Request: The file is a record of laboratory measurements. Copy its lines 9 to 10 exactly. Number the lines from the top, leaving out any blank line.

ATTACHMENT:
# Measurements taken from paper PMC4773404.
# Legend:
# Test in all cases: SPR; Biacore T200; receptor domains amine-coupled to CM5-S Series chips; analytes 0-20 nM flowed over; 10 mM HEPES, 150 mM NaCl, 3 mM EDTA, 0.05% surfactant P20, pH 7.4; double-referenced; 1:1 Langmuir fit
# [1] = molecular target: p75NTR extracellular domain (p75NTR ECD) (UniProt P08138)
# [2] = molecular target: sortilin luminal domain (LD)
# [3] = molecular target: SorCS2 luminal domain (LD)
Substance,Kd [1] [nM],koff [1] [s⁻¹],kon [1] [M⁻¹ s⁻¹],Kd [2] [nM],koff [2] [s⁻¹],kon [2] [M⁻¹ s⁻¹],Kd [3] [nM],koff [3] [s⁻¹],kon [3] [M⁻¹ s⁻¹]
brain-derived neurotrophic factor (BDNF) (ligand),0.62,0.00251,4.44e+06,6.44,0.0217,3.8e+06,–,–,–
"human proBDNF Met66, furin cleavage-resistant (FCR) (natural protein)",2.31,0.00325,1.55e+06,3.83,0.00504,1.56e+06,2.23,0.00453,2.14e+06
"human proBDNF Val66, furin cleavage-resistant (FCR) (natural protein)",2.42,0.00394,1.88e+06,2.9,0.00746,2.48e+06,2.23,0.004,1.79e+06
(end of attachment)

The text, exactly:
"human proBDNF Met66, furin cleavage-resistant (FCR) (natural protein)",2.31,0.00325,1.55e+06,3.83,0.00504,1.56e+06,2.23,0.00453,2.14e+06
"human proBDNF Val66, furin cleavage-resistant (FCR) (natural protein)",2.42,0.00394,1.88e+06,2.9,0.00746,2.48e+06,2.23,0.004,1.79e+06